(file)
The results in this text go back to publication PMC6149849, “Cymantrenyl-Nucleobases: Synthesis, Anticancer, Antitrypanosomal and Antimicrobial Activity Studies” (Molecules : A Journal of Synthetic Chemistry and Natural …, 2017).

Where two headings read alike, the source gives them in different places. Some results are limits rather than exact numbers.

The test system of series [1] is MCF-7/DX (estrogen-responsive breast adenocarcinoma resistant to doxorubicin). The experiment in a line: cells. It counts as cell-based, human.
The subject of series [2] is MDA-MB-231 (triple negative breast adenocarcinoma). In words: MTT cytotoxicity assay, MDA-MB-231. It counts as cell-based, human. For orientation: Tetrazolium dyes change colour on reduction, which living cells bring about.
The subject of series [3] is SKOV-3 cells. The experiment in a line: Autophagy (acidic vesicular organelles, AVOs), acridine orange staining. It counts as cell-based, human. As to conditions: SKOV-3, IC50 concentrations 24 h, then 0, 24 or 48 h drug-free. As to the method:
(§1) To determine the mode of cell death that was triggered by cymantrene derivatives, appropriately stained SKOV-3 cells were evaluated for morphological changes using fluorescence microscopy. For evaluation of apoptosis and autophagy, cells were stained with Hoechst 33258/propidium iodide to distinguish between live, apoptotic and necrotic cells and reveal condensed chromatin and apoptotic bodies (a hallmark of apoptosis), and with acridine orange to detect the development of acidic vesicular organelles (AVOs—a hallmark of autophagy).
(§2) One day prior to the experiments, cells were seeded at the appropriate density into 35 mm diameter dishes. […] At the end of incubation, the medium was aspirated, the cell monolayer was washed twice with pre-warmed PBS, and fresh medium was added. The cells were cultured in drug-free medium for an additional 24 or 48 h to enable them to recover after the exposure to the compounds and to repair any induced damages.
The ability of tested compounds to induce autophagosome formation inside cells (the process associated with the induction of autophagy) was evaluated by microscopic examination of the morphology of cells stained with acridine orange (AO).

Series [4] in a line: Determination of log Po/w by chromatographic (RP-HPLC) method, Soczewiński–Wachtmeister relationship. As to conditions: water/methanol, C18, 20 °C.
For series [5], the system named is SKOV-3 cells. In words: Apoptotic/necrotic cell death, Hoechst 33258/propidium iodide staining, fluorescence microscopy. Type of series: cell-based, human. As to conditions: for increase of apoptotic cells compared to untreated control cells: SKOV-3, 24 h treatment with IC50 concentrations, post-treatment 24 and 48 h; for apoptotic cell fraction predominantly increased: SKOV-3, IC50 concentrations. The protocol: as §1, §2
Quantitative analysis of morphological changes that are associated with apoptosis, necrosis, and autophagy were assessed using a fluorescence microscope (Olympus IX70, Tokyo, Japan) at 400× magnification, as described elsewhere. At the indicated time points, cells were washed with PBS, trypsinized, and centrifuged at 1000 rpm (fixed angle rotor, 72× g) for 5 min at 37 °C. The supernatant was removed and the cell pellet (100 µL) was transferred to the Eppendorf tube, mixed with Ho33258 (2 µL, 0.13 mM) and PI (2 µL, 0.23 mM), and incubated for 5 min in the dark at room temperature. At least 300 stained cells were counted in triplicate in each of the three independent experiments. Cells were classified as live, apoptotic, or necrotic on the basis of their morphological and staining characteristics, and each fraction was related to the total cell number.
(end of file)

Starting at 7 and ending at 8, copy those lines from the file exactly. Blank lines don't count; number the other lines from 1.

(§2) One day prior to the experiments, cells were seeded at the appropriate density into 35 mm diameter dishes. […] At the end of incubation, the medium was aspirated, the cell monolayer was washed twice with pre-warmed PBS, and fresh medium was added. The cells were cultured in drug-free medium for an additional 24 or 48 h to enable them to recover after the exposure to the compounds and to repair any induced damages.
The ability of tested compounds to induce autophagosome formation inside cells (the process associated with the induction of autophagy) was evaluated by microscopic examination of the morphology of cells stained with acridine orange (AO).